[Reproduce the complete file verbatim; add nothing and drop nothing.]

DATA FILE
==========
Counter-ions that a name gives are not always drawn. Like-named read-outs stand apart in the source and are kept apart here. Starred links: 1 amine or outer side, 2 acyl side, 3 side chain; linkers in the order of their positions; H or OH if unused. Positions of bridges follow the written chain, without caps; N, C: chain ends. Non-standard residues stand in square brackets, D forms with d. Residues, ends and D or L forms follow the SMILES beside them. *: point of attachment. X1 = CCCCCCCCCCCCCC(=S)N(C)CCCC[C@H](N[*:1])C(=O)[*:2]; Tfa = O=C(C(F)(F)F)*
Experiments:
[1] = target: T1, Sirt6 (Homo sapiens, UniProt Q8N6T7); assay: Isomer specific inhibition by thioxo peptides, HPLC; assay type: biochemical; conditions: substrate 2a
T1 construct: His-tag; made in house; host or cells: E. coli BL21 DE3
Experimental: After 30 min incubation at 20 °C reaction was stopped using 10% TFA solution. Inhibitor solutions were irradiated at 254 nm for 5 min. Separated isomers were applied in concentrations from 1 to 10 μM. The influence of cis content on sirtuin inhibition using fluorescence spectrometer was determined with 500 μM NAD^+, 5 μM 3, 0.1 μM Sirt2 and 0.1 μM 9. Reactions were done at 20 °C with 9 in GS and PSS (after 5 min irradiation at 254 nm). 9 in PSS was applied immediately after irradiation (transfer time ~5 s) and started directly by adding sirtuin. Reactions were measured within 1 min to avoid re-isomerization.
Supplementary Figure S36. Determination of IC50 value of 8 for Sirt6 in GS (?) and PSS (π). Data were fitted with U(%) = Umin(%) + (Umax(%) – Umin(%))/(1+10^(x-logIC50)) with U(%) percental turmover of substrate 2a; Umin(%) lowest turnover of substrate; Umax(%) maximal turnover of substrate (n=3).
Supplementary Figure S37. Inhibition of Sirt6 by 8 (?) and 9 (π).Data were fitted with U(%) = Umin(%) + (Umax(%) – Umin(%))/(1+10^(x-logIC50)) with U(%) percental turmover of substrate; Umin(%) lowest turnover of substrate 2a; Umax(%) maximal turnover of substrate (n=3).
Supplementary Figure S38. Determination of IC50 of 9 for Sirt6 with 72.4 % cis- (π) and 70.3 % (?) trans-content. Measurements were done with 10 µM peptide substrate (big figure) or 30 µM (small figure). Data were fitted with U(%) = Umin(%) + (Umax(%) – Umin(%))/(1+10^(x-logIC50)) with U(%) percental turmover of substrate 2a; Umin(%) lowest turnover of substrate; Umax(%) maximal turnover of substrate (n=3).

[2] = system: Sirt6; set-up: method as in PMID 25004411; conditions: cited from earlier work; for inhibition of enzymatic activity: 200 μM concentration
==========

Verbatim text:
Counter-ions that a name gives are not always drawn. Like-named read-outs stand apart in the source and are kept apart here. Starred links: 1 amine or outer side, 2 acyl side, 3 side chain; linkers in the order of their positions; H or OH if unused. Positions of bridges follow the written chain, without caps; N, C: chain ends. Non-standard residues stand in square brackets, D forms with d. Residues, ends and D or L forms follow the SMILES beside them. *: point of attachment. X1 = CCCCCCCCCCCCCC(=S)N(C)CCCC[C@H](N[*:1])C(=O)[*:2]; Tfa = O=C(C(F)(F)F)*
Experiments:
[1] = target: T1, Sirt6 (Homo sapiens, UniProt Q8N6T7); assay: Isomer specific inhibition by thioxo peptides, HPLC; assay type: biochemical; conditions: substrate 2a
T1 construct: His-tag; made in house; host or cells: E. coli BL21 DE3
Experimental: After 30 min incubation at 20 °C reaction was stopped using 10% TFA solution. Inhibitor solutions were irradiated at 254 nm for 5 min. Separated isomers were applied in concentrations from 1 to 10 μM. The influence of cis content on sirtuin inhibition using fluorescence spectrometer was determined with 500 μM NAD^+, 5 μM 3, 0.1 μM Sirt2 and 0.1 μM 9. Reactions were done at 20 °C with 9 in GS and PSS (after 5 min irradiation at 254 nm). 9 in PSS was applied immediately after irradiation (transfer time ~5 s) and started directly by adding sirtuin. Reactions were measured within 1 min to avoid re-isomerization.
Supplementary Figure S36. Determination of IC50 value of 8 for Sirt6 in GS (?) and PSS (π). Data were fitted with U(%) = Umin(%) + (Umax(%) – Umin(%))/(1+10^(x-logIC50)) with U(%) percental turmover of substrate 2a; Umin(%) lowest turnover of substrate; Umax(%) maximal turnover of substrate (n=3).
Supplementary Figure S37. Inhibition of Sirt6 by 8 (?) and 9 (π).Data were fitted with U(%) = Umin(%) + (Umax(%) – Umin(%))/(1+10^(x-logIC50)) with U(%) percental turmover of substrate; Umin(%) lowest turnover of substrate 2a; Umax(%) maximal turnover of substrate (n=3).
Supplementary Figure S38. Determination of IC50 of 9 for Sirt6 with 72.4 % cis- (π) and 70.3 % (?) trans-content. Measurements were done with 10 µM peptide substrate (big figure) or 30 µM (small figure). Data were fitted with U(%) = Umin(%) + (Umax(%) – Umin(%))/(1+10^(x-logIC50)) with U(%) percental turmover of substrate 2a; Umin(%) lowest turnover of substrate; Umax(%) maximal turnover of substrate (n=3).

[2] = system: Sirt6; set-up: method as in PMID 25004411; conditions: cited from earlier work; for inhibition of enzymatic activity: 200 μM concentration